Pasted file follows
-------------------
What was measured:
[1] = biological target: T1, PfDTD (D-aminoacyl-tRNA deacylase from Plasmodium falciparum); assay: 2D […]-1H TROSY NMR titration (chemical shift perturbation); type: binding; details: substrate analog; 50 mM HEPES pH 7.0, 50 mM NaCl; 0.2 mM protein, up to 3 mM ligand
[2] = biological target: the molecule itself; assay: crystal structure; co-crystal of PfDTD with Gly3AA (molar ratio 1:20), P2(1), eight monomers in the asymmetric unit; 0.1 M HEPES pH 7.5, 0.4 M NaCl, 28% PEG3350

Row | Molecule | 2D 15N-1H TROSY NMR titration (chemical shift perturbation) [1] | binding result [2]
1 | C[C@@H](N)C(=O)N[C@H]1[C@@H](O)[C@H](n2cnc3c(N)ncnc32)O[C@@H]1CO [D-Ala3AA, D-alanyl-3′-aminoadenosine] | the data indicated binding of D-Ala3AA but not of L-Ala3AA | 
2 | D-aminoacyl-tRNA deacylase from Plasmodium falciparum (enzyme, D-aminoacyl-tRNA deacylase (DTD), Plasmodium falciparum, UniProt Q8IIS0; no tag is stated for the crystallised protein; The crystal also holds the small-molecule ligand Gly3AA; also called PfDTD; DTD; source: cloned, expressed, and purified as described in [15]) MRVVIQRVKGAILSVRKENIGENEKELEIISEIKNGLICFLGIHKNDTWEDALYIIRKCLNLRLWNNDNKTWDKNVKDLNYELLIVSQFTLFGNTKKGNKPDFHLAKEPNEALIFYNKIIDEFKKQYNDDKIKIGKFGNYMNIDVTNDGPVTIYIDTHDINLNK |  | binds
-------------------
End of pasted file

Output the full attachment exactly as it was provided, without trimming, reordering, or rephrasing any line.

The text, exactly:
What was measured:
[1] = biological target: T1, PfDTD (D-aminoacyl-tRNA deacylase from Plasmodium falciparum); assay: 2D […]-1H TROSY NMR titration (chemical shift perturbation); type: binding; details: substrate analog; 50 mM HEPES pH 7.0, 50 mM NaCl; 0.2 mM protein, up to 3 mM ligand
[2] = biological target: the molecule itself; assay: crystal structure; co-crystal of PfDTD with Gly3AA (molar ratio 1:20), P2(1), eight monomers in the asymmetric unit; 0.1 M HEPES pH 7.5, 0.4 M NaCl, 28% PEG3350

Row | Molecule | 2D 15N-1H TROSY NMR titration (chemical shift perturbation) [1] | binding result [2]
1 | C[C@@H](N)C(=O)N[C@H]1[C@@H](O)[C@H](n2cnc3c(N)ncnc32)O[C@@H]1CO [D-Ala3AA, D-alanyl-3′-aminoadenosine] | the data indicated binding of D-Ala3AA but not of L-Ala3AA | 
2 | D-aminoacyl-tRNA deacylase from Plasmodium falciparum (enzyme, D-aminoacyl-tRNA deacylase (DTD), Plasmodium falciparum, UniProt Q8IIS0; no tag is stated for the crystallised protein; The crystal also holds the small-molecule ligand Gly3AA; also called PfDTD; DTD; source: cloned, expressed, and purified as described in [15]) MRVVIQRVKGAILSVRKENIGENEKELEIISEIKNGLICFLGIHKNDTWEDALYIIRKCLNLRLWNNDNKTWDKNVKDLNYELLIVSQFTLFGNTKKGNKPDFHLAKEPNEALIFYNKIIDEFKKQYNDDKIKIGKFGNYMNIDVTNDGPVTIYIDTHDINLNK |  | binds